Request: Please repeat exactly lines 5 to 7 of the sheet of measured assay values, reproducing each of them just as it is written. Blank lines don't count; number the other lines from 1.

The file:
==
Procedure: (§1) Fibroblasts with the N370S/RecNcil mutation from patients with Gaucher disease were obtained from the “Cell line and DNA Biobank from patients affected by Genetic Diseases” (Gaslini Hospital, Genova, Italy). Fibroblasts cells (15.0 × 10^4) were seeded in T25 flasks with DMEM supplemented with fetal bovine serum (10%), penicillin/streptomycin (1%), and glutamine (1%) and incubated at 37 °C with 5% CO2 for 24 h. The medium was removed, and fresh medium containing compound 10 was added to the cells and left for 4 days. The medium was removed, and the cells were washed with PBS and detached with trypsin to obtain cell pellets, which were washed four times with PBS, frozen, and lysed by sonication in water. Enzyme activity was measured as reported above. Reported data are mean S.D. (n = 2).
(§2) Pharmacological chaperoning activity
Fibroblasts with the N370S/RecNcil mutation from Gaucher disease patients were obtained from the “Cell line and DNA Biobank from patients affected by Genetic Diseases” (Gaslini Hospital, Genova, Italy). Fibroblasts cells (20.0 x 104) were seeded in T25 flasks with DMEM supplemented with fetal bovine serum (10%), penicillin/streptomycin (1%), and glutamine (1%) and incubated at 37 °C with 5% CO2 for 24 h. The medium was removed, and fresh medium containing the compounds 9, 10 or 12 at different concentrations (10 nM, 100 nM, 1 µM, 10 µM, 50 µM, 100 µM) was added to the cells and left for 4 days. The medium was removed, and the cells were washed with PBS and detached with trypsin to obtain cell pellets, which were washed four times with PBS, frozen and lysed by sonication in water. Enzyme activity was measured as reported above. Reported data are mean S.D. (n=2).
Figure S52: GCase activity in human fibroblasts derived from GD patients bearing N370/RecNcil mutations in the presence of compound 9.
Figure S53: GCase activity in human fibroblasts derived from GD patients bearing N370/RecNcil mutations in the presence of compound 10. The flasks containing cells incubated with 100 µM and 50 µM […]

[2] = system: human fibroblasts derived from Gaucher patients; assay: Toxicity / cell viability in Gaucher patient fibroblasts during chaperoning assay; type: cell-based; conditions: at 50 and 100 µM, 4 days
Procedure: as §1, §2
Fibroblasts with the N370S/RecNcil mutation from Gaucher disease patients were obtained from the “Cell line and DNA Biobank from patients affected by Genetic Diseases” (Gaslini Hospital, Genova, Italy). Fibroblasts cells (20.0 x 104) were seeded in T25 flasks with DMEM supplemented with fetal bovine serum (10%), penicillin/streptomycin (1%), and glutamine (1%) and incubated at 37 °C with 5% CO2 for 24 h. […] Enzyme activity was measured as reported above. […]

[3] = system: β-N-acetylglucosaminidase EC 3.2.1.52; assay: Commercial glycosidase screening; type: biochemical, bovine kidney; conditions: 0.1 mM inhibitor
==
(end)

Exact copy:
Figure S53: GCase activity in human fibroblasts derived from GD patients bearing N370/RecNcil mutations in the presence of compound 10. The flasks containing cells incubated with 100 µM and 50 µM […]

[2] = system: human fibroblasts derived from Gaucher patients; assay: Toxicity / cell viability in Gaucher patient fibroblasts during chaperoning assay; type: cell-based; conditions: at 50 and 100 µM, 4 days
Procedure: as §1, §2